Carl Granzow

Untitled, 1982, Carl Granzow, two components,  steel and graphite on paper, sculpture 17" x 34" and drawing 29" x 22", 2000.03.01, gift of Brenda Fredrick and Ron Gust

Untitled, 1982, Carl Granzow, two components,  steel and graphite on paper, sculpture 17" x 34" and drawing 29" x 22", 2000.03.01, gift of Brenda Fredrick and Ron Gust

Carl Granzow

Born: Chicago IL, 1943

Died: Lethbridge AB, 2009

 

Carl Granzow's research focused on experimental forms of sculpture and his work has been exhibited in Canada, the United States and Germany. In 1985, the American sculptor Larry Bell selected Granzow's work for exhibition at the North American Sculpture Exhibition in Golden, Colorado where he won the Foothills Art Centre Award for Sculpture.

He also presented at international sculpture conferences in Yorkshire, England and in Oakland, California.

Before discovering art, Granzow attended California Western University on a track scholarship and studied physics. However, his love of art changed the direction of his career.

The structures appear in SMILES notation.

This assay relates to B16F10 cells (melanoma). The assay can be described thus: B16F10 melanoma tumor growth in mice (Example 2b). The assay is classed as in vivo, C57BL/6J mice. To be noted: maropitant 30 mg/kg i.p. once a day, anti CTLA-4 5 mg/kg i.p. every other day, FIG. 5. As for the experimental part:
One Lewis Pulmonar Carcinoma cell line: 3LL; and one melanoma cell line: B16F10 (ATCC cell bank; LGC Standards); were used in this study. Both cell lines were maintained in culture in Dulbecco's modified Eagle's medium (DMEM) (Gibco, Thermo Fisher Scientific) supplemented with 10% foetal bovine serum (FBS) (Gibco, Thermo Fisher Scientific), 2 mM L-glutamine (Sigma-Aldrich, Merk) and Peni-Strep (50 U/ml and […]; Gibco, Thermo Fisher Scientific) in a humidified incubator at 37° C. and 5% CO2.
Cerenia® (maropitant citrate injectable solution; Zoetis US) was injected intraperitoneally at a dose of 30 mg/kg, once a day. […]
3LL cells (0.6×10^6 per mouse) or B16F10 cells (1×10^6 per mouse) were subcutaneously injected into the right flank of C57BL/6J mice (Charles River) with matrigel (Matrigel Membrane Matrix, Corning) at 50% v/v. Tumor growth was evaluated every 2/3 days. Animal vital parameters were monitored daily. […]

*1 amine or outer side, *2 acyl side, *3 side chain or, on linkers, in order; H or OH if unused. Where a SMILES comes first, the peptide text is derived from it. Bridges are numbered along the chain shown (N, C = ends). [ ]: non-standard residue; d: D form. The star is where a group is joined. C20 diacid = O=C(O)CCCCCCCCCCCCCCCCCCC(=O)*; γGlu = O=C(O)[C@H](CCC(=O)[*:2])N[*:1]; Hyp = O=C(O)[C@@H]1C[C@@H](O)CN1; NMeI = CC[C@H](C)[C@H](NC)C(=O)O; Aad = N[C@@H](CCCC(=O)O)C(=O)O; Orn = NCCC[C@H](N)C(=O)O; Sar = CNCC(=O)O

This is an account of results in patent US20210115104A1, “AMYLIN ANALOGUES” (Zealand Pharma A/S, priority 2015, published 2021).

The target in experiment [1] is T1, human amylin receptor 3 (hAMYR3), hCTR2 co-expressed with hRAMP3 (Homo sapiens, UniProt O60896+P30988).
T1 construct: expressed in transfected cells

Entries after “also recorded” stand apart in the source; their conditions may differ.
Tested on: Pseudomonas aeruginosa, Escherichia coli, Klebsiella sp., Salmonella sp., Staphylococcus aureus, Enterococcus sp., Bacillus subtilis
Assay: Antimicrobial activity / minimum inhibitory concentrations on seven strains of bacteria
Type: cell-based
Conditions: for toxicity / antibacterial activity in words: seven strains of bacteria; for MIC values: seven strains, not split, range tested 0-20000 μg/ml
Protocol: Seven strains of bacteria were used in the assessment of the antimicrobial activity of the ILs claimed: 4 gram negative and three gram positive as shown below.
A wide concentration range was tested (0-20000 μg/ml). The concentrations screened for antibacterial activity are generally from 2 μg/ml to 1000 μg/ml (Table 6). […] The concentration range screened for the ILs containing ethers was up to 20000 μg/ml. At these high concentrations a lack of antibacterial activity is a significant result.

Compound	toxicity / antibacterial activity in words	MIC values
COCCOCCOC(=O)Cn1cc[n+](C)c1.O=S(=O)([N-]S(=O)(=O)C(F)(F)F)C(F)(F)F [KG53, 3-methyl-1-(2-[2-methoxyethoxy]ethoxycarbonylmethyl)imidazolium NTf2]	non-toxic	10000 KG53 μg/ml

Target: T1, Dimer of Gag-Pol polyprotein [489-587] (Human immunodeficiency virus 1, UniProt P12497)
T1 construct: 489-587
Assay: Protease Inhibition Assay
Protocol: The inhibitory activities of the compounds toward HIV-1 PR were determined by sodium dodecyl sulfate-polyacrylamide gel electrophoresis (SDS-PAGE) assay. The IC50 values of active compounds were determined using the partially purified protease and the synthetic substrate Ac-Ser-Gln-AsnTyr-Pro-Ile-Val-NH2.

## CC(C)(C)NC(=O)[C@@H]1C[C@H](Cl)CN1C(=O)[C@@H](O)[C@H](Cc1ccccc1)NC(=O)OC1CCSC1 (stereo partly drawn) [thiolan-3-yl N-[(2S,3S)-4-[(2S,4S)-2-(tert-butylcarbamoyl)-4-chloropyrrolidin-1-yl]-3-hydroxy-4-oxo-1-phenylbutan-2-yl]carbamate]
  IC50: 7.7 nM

Granzow came to the University of Lethbridge in 1975 as a lecturer in sculpture and design and in 1979 he accepted a tenure track position in the Department of Art, where he maintained a balanced interest in teaching, research/creative activity, and administrative service.

Over the past almost 30 years, he was instrumental in the development of Papokan, the University's Sculpture Park; the Gushul Studios Artist Residency Program in the Crowsnest Pass; and the University's art studio program.

Administratively, he served as Chair for the Art Department, President of the University of Lethbridge Faculty Association, and was most recently the Associate Dean of the Faculty of Fine Arts and Director of the Papokan Sculpture Park.

Granzow also initiated and coordinated the University's Phase Two Sculpture Competition that resulted in the acquisition of a major work entitled Western Channel by John McEwen.

Recently, Granzow worked with the U of L Grounds staff to create a large tree-planting project near the U of L's Aperture Lake. Calling it the 100-Tree Grove, the work consists of a large planting of trees and a rock spiral sculpture on a hill overlooking the lake.

He also designed a large sculpture, Sphere of Influence, which now sits in downtown Lethbridge.

Source: University of Lethbridge